Synod Council gathers online for the first time

Zoom screen of people
Synod Council meets for the first time under the new governance pilot project. The meeting was held on Zoom on Jan. 20.
 on March 1, 2022

New governance pilot project approved at Synod 2021 underway

On Jan. 20, Synod Council gathered for the first time under the new governance pilot project. The pilot project was approved during the 160th Regular Session of Synod, held online last year. It will run for two years and, in 2023, there will be a vote at Synod on whether the changes should be made permanent, or the old structure reverted to. 

Under the pilot project, Diocesan Council and the Executive Board have been amalgamated into one body called Synod Council, which currently includes 25 members (and can include a maximum of 27) — almost half the size of Diocesan Council. Meanwhile, within Synod Council there will be five committees: Audit Committee, Finance Committee, Property Committee, Human Resources Committee, and Risk and Governance Committee. The committees will be responsible for decision making within a certain remit.

At the January Synod Council meeting, the focus of discussion was on what the committee model will look like and what their decision-making parameters will be.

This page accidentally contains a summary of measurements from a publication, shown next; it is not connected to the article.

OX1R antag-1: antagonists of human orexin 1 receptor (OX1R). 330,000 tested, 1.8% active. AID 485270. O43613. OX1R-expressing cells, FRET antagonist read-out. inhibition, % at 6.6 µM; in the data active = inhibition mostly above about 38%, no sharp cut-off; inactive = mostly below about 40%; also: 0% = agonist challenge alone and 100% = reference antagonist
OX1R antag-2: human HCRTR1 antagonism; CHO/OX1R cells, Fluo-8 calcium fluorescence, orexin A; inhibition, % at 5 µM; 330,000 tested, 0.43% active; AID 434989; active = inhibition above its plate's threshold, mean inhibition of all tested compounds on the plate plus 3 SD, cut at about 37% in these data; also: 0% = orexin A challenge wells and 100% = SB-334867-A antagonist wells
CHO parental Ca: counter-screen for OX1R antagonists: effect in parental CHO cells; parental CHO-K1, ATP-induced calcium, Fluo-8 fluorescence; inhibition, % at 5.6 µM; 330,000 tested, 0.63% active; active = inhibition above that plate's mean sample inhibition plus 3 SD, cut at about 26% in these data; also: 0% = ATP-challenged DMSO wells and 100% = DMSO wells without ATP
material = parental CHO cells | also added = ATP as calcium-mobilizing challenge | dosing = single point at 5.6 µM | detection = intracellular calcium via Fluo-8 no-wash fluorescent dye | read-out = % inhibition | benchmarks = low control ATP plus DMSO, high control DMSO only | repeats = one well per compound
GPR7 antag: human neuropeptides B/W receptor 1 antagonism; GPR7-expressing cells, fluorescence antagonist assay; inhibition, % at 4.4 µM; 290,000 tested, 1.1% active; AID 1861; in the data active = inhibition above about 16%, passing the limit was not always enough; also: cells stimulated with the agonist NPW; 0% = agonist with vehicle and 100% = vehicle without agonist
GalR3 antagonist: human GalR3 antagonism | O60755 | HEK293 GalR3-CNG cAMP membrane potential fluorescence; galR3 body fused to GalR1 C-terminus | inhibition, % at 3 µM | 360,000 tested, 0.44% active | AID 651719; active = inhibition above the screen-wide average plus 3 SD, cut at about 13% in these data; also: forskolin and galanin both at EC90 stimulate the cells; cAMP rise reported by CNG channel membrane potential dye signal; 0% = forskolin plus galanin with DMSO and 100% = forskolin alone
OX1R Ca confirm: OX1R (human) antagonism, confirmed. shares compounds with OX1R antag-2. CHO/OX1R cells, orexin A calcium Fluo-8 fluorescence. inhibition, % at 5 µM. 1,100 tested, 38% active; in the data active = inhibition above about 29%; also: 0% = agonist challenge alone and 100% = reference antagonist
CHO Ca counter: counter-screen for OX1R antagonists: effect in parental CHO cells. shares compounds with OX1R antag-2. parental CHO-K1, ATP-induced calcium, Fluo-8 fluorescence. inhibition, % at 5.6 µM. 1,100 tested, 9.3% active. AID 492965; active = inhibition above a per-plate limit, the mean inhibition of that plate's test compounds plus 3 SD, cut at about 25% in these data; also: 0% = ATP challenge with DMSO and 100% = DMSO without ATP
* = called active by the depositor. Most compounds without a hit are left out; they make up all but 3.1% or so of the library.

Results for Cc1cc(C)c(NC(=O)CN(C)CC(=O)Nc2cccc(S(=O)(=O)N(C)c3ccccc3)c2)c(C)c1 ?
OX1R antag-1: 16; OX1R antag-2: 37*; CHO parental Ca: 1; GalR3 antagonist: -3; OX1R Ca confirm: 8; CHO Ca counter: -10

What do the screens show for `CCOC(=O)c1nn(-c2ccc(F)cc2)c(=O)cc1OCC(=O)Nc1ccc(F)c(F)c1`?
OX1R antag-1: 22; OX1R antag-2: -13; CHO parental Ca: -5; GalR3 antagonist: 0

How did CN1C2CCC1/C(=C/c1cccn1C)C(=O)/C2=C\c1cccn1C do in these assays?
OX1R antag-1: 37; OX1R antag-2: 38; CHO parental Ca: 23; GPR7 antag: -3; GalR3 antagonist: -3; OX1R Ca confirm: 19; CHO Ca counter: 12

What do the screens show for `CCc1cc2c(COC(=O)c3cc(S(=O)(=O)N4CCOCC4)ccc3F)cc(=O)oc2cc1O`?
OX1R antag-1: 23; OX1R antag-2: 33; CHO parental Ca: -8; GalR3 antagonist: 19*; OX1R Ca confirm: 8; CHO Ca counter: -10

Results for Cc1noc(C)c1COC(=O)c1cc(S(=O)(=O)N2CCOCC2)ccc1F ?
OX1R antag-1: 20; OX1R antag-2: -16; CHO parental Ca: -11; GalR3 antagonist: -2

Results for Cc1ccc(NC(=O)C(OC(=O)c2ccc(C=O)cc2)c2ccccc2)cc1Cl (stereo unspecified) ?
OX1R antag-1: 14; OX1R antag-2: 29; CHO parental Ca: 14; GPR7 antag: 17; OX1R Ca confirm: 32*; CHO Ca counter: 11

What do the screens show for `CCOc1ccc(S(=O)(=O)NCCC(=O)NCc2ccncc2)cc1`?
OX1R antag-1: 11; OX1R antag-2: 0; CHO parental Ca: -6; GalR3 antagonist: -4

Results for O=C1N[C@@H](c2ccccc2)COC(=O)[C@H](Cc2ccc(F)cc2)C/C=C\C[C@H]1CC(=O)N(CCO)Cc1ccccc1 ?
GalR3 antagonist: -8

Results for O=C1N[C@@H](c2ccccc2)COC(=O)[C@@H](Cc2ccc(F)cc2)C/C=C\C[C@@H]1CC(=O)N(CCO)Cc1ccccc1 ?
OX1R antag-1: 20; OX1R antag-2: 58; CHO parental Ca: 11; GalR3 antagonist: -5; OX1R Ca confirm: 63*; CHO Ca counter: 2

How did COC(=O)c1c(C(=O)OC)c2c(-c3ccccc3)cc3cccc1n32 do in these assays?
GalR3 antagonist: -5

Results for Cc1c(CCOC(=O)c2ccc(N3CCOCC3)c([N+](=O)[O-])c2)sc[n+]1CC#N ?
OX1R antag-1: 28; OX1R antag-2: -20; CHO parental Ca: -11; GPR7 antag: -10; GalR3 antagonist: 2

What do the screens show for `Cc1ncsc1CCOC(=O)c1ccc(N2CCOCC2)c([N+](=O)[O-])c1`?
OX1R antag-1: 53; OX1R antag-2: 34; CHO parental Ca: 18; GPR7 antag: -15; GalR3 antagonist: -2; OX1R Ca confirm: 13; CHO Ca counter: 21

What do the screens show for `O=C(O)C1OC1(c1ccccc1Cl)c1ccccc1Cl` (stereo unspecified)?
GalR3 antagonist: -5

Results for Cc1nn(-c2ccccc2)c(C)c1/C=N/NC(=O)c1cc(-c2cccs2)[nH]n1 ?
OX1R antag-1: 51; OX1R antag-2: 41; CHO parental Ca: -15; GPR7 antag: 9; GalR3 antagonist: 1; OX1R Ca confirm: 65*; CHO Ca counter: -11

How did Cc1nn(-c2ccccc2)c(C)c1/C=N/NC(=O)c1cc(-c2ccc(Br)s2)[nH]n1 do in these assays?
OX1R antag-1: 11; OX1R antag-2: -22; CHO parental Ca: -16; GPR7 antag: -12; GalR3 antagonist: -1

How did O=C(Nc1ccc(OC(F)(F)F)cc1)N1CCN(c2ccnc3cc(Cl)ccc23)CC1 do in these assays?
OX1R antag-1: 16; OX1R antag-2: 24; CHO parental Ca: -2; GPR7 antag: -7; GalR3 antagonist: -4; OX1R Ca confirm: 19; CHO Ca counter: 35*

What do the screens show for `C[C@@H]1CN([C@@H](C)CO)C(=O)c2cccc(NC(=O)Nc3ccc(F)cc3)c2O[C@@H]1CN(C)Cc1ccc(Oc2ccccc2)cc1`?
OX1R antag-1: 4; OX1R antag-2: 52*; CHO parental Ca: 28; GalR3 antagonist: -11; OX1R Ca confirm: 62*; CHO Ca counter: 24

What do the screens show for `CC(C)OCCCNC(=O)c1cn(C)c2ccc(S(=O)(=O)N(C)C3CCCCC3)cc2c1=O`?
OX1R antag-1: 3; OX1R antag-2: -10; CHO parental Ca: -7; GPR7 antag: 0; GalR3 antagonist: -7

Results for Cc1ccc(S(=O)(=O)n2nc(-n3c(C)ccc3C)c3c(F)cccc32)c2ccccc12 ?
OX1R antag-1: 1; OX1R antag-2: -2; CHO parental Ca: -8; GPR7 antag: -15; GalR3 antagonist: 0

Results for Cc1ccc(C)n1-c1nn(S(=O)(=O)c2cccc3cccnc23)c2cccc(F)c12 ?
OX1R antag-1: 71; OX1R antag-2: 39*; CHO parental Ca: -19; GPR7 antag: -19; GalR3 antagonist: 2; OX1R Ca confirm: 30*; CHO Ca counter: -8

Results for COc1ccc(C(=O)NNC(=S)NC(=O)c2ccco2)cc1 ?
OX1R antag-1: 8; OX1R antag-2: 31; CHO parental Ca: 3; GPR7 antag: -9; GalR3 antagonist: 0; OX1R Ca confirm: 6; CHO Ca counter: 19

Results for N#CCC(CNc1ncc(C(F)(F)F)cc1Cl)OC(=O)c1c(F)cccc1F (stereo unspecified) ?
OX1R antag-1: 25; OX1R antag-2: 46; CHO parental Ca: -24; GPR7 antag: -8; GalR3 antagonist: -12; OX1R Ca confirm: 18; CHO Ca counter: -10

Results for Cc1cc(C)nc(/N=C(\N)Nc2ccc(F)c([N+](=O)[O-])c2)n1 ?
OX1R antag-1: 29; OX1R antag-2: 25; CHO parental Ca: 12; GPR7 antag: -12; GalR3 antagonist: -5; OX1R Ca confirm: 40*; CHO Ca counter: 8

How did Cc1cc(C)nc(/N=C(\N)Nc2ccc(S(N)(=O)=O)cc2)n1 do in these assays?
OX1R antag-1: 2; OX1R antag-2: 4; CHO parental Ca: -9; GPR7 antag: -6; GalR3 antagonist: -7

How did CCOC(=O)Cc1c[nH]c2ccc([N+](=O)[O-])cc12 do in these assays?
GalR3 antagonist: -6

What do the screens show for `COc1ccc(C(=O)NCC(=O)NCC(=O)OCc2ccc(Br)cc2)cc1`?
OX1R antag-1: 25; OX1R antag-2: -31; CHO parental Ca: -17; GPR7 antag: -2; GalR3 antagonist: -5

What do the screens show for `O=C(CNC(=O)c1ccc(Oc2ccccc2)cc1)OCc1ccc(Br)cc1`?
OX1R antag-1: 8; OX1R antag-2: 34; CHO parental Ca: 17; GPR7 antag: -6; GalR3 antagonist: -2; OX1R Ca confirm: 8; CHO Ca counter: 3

The Constitution and Canonical changes required to carry out this pilot were first considered at Synod in 2019 and some amendments were subsequently made, discussed at diocesan “Town Halls” and then approved at Synod 2021. These included an amendment stipulating that elections to Synod Council will take place at Synod, rather than at area Pre-Synod meetings, to ensure a robust voting process. Another amendment stipulates that the nominating committee for Synod elections will consider the geographical, gender, age, theological, racial and ethnic diversity of the diocese in order to ensure a diverse slate of candidates and that Synod Council is representative of the diocese. 

The goal of the new governance structure is to facilitate and streamline decision making and to allow for more thorough discussions. Canon Robert Saffrey, executive director, felt this was reflected in the January Synod Council meeting. “I think there was a depth to the discussion that we were able to have. There was greater participation. This new structure will also hopefully help parishes. The main question we get is: how do we move this forward? The governance pilot will make getting approval for a new building, for example, more streamlined, and it will make this question easier to answer.” 

Synod Council will continue to meet monthly, with a break for summer, and an update on the pilot project will be delivered at Synod 2022. 


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